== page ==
When prosecutors present the results of a piece of evidence analyzed in the lab, a question often comes up: how good is the measurement? It’s an important one to ask, because the error bars tell you how good the measurement is. If a Breathalyzer measurement was collected by police, and the result was near the limit for driving while intoxicated, it makes a huge difference if the error bar is 50% or 0.1%. At 50% the correct value could be half of the measurement. When the difference is spending time in jail or not, that 50% matters. This is what police in Massachusetts discovered when it was determined that their Breathalyzer machines weren’t calibrated .
In the article “Caution in interpreting FTIR/ATR spectral intensity values,” we discuss a similar issue with measuring liquids or particulate solids . The Fourier Transform InfraRed Attenuated Transmission Resonance (FTIR/ATR) instrument enables rapid measurement of chemicals that are in a solution or powder, but as we discuss, it does NOT do well at measuring HOW MUCH.
The FTIR/ATR stimulates vibrations/movements within a molecule which enables identifying the molecules present. The intensity of the measured signal at a specific wavelength does not linearly correlate to a greater amount of a chemical in a sample. While a greater amount of material will give a stronger signal, the technique is not reproducible across instruments, nor consistent over time.
We discuss the problem using three different FTIR/ATR instruments as examples, pointing out the difficulty in extrapolating quantitative data from instrument to instrument. In the field of forensics, a spectrum of an unknown substance is obtained and then compared to a library of spectra provided by the FBI (from their own machine, which would have drifted in its response with time) to determine identification and possibly the relative amounts of the components in the material. Due to the inherent error of the FTIR/ATR method, a secondary method to determine the relative amounts of chemicals within the material is necessary at the present time.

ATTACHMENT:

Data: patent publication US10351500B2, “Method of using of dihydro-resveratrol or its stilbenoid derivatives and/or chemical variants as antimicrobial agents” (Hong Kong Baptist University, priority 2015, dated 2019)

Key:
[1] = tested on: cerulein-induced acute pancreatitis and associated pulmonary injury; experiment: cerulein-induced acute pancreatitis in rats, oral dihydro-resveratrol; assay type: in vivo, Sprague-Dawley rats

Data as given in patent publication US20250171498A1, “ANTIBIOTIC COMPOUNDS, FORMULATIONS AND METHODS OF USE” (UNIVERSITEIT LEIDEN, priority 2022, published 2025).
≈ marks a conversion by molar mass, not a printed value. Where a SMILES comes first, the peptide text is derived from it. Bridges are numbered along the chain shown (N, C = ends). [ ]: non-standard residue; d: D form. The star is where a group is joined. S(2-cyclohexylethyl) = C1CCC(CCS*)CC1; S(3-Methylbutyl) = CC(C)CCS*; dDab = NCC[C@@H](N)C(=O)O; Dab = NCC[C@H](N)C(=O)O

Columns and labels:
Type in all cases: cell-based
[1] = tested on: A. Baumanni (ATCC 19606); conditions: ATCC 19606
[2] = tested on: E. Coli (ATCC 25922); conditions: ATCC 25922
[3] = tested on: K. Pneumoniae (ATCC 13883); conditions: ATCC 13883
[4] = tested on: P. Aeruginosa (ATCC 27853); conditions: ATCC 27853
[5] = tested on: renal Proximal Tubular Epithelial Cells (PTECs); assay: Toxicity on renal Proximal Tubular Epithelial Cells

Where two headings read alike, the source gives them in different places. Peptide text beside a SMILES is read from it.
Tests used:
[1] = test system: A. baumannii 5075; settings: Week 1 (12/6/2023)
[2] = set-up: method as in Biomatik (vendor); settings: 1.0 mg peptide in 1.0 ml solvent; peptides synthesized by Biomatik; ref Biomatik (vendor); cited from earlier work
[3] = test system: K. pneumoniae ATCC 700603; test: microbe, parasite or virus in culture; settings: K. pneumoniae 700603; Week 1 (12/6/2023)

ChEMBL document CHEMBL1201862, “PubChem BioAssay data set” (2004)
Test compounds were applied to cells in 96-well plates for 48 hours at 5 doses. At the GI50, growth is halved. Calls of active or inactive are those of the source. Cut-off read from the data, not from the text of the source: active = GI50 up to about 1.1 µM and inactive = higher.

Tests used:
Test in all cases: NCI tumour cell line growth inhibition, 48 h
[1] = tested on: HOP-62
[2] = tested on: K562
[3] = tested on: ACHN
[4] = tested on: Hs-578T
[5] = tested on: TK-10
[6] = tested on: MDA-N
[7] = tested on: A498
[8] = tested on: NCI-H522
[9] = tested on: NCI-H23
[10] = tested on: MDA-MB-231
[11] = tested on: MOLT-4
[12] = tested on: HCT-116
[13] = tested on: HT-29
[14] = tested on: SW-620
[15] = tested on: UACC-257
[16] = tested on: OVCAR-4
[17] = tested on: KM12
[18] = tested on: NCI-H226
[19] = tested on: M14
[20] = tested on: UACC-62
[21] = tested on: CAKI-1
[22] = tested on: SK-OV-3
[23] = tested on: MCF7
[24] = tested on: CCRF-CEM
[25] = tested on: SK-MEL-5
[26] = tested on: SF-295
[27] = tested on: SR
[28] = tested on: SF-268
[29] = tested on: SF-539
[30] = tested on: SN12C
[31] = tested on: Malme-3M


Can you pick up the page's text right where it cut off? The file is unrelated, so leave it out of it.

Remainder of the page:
With this information, any criminal case dependent on FTIR/ATR results alone is vulnerable to doubt as to its accuracy. A thorough calibration procedure must be followed and documented. The original article can be found in the October 2017 publication of Analyst.
 State withheld evidence breathalyzer machine was faulty, lawyers charge By Maria Cramer GLOBE STAFF AUGUST 23, 2017
 Caution in interpreting FTIR/ATR spectral intensity values by Elizabeth A. Jensen, Doug Smith, Patricia Chapela and Susan M. Lederer ANALYST Issue 20 October 2017